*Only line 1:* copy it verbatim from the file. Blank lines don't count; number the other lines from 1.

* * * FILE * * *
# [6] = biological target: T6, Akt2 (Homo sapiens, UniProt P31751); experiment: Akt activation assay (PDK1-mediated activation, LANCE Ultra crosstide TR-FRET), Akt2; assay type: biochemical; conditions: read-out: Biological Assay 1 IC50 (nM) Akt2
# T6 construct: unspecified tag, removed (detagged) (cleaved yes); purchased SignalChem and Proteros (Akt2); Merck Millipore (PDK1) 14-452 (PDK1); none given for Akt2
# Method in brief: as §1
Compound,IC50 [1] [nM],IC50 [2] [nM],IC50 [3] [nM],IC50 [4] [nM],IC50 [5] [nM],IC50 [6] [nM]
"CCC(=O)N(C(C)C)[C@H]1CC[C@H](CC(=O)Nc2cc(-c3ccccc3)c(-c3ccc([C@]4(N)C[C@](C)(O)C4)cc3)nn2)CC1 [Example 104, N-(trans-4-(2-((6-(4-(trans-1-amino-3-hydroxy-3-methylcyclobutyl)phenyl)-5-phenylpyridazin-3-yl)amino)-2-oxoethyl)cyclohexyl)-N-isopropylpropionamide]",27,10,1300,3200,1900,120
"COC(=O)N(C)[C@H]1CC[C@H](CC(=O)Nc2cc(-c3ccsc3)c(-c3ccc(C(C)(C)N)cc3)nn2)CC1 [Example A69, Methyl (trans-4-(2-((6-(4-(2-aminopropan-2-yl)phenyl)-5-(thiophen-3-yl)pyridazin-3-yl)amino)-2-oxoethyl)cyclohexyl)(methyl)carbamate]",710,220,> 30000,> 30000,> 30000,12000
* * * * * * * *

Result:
# [6] = biological target: T6, Akt2 (Homo sapiens, UniProt P31751); experiment: Akt activation assay (PDK1-mediated activation, LANCE Ultra crosstide TR-FRET), Akt2; assay type: biochemical; conditions: read-out: Biological Assay 1 IC50 (nM) Akt2